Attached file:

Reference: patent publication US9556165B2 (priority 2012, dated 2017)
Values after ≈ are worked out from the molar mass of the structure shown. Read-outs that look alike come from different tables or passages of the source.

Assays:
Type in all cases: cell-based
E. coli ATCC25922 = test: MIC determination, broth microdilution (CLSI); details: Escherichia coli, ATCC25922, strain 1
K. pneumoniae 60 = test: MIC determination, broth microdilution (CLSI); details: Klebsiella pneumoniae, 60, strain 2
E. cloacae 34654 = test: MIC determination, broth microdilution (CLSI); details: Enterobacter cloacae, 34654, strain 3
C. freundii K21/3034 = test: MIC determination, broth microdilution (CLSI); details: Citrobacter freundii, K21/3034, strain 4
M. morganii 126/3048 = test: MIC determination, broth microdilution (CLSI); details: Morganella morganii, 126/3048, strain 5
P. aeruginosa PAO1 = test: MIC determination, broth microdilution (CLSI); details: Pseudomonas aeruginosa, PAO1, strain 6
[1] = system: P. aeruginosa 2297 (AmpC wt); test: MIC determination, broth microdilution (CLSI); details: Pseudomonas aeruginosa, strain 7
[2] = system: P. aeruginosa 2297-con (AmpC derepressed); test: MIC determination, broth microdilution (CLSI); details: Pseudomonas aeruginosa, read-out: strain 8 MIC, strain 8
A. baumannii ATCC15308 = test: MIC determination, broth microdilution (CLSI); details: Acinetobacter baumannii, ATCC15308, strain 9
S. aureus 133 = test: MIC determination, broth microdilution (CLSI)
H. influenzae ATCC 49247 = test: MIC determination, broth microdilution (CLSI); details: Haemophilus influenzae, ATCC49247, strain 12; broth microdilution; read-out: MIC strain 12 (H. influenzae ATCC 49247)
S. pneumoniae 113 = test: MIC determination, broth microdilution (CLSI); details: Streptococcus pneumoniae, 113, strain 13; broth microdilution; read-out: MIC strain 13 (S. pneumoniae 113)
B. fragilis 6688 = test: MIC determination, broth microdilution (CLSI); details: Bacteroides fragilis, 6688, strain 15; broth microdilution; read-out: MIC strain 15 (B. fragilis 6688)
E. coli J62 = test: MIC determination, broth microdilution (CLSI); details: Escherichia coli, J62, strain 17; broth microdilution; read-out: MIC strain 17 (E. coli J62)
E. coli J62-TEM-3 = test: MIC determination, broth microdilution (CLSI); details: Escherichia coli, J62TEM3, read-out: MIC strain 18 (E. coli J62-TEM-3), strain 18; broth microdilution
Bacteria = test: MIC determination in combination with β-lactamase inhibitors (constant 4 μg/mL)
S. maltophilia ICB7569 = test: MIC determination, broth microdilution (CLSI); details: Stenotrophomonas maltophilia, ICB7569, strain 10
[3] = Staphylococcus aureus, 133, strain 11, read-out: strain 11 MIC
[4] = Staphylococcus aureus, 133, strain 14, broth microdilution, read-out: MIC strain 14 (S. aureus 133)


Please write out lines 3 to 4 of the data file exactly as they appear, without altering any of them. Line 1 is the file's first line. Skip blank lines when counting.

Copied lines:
Assays:
Type in all cases: cell-based